The nation is embarrassed for Alabama, again. For electing mediocre coach, now-Senator-elect Tommy Tuberville, the Republican, over Democratic incumbent Sen. Doug Jones. We should be embarrassed as well. Alabama, when you elect idiots, you’re going to get idiots.

Look at Donald Trump, the president-unelect. Then look at his children, who surround him to grift whatever they can grift. See. The idiots don’t fall far from the idiot tree.

Friday when I opened my Twitter, this was waiting for me:

In an interview with Alabama Daily News, here was one exchange:

  • TCS (Todd Stacy): You mentioned the majorities and they are going to be razor thin. I mean, right now it looks like one or two seats in the Senate for Republicans, maybe 14 or 15 seats for Democrats in the House. And that’s as close as it’s been in a long, long time. Do you think the Democrats are going to have to work with Republicans and Republicans are going to have to work with Democrats? You see that being possibly a more productive situation? 
  • CTT (Coach Tommy Tuberville): Yeah and that’s how our government was set up. You know, our government wasn’t set up for one group to have all three of branches of government. It wasn’t set up that way, our three branches, the House, the Senate and executive.
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Tuberville clearly doesn’t have a clue what he’s talking about. When our constitutional government was set up by the founders, the president and vice president didn’t even run as a ticket. They were elected separately. Most founders argued against political parties. Senators were appointed, not elected.

But here’s what the real embarrassment is: Tuberville thinks the three branches of the U.S. government are the House, the Senate, and the executive. Seriously. That’s what Tuberville said. Stacy didn’t ambush Coach Tubby. No, Tuberville volunteered his immense knowledge of the federal government all on his own.

Of course, the three branches of the U.S. government, as set up in the U.S. Constitution Tuberville obviously hasn’t read, are the Legislative (House and Senate), the Executive (president and vice president), and the Judicial (the U.S. Supreme Court and other federal courts).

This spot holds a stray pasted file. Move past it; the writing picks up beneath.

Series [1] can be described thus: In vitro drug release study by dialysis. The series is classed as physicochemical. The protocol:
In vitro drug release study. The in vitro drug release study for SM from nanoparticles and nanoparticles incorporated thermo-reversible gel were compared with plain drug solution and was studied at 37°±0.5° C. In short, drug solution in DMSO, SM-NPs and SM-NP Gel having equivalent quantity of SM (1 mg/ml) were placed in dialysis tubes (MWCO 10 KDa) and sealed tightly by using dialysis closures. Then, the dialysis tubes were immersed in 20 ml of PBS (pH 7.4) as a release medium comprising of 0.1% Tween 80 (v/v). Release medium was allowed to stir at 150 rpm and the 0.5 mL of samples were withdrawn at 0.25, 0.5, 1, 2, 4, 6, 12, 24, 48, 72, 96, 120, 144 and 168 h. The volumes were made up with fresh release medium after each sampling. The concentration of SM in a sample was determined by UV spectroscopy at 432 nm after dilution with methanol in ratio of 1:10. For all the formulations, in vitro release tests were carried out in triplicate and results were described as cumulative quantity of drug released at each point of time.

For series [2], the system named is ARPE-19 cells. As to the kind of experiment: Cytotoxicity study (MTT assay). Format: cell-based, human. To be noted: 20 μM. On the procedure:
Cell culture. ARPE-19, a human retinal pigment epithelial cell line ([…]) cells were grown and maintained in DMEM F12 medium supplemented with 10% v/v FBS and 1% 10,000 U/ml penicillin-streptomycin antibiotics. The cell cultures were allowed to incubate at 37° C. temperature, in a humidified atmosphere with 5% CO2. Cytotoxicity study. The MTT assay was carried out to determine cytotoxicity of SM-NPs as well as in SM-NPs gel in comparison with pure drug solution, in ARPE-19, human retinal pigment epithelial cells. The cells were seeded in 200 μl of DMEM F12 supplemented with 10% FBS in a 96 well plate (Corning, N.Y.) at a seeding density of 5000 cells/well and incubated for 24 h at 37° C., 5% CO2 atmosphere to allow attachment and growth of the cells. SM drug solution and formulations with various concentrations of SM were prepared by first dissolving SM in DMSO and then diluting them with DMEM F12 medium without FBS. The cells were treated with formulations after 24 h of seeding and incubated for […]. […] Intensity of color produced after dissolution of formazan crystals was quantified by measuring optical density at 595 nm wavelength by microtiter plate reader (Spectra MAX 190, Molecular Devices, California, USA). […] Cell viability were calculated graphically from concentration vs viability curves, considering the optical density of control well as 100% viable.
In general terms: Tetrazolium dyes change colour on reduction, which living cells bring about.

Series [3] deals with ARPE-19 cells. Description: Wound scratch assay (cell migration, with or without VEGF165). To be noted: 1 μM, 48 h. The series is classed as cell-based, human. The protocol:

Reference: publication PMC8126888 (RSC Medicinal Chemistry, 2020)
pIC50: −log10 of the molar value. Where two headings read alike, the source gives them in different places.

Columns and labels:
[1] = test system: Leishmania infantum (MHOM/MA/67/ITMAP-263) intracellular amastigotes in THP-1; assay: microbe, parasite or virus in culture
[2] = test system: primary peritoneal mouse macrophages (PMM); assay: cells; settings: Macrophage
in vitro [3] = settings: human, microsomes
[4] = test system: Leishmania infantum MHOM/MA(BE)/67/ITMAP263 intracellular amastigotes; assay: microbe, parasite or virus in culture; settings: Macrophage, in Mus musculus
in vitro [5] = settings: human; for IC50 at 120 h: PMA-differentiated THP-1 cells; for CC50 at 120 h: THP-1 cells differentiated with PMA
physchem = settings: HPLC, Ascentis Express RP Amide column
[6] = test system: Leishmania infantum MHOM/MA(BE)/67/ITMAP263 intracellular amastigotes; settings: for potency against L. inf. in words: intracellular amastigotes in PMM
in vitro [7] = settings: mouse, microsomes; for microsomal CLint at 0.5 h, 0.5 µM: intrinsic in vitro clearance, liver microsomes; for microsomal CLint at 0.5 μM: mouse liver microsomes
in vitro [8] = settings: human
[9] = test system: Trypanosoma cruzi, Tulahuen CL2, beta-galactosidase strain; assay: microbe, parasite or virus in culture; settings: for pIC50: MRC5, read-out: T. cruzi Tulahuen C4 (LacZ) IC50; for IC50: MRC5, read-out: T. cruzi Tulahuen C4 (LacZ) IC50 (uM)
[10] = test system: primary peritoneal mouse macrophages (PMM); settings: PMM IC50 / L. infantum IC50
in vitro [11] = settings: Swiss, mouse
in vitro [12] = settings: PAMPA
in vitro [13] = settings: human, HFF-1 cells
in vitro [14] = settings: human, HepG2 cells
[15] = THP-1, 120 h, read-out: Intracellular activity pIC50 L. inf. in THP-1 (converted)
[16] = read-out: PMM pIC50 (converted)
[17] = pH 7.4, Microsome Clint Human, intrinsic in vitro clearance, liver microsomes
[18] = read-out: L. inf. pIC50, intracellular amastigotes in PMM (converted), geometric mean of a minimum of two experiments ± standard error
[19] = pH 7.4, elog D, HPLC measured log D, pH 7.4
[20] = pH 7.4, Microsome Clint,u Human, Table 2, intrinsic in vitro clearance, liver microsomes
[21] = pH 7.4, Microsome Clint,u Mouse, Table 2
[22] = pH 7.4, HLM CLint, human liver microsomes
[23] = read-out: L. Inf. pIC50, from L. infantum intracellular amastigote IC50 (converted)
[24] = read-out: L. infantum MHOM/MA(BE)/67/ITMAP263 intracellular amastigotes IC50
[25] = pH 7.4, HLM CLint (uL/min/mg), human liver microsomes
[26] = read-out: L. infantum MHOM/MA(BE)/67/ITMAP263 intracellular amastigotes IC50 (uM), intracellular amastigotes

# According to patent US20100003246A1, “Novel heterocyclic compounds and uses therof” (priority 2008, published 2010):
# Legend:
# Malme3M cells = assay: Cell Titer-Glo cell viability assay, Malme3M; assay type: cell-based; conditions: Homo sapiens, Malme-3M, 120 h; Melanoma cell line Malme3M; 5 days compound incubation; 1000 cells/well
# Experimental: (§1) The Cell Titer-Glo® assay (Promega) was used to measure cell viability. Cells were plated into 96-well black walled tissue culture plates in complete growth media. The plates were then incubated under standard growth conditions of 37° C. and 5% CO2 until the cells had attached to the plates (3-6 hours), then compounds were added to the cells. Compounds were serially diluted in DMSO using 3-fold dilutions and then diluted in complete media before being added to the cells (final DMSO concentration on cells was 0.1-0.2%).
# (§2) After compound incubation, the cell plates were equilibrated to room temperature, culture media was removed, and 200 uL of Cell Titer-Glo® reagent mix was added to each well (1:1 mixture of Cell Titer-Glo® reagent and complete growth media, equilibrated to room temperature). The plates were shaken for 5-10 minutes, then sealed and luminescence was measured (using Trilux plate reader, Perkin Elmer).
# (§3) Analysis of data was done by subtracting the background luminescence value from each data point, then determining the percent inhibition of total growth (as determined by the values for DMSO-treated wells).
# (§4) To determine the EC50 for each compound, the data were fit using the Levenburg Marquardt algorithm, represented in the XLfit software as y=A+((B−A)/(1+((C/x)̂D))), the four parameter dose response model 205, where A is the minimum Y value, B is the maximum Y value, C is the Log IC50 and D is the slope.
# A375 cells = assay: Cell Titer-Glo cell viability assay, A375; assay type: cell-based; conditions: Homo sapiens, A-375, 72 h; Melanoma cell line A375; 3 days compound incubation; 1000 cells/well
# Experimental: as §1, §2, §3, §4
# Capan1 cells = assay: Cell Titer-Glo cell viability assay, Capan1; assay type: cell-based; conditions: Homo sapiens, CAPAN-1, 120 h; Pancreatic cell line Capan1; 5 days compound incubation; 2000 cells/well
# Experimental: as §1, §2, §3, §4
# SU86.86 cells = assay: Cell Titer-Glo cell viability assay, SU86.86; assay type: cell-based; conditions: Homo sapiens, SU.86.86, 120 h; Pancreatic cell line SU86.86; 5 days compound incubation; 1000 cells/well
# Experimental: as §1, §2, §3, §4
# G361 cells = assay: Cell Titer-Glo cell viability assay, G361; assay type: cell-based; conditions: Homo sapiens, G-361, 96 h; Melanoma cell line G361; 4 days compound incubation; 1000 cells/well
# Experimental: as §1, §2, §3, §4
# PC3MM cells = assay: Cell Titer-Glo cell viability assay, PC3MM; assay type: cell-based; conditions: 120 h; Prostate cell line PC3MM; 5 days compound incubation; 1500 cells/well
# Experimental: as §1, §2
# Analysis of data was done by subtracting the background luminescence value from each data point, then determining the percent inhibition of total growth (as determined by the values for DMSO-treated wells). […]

One would presume Tuberville would know at least this much, because the body he was just elected to confirms the nominees for that third branch, the judiciary.

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It’s all just a game for Tuberville. He’s not serious about representing Alabama in the U.S. Senate. Hell, he lives mostly in Florida. Tuberville is just interested in the appearance of power, and the really nice salary and benefits. He will rarely have an independent thought in his head, and when he does, it’ll probably be wrong, like not even knowing the three branches of the U.S. government.

This truly is embarrassing. For all of us in Alabama. But you get what you vote for, Alabama. That’s why we’re near the bottom in just about every quality-of-life survey taken.

And without Trump in the executive branch, sycophant Tubby will be lost. Tuberville ran on Trump, and Trump won’t be there. Now that’s a hoot.

There’s a decent chance Tuberville will be in the minority in the Senate, too, depending on what happens in the two Senate runoffs in Georgia on Jan. 5.

Tuberville says he may spend one or two weeks in Georgia campaigning and fund-raising for the Republican Senate candidates. One might imagine those candidates would say: “No, thanks. Keep your Alabama stupid out of here.” But, then, those two Georgia Republican candidates aren’t all that smart, either.

But the assistant high school football coach who taught me civics was pretty much on the ball, where telling us about the operations of the U.S. government were concerned. He was a really good teacher. Maybe you have to choose one or the other: good coach or good teacher?

That coach was a good teacher, but our high school football team sucked. Like Tommy Tuberville will.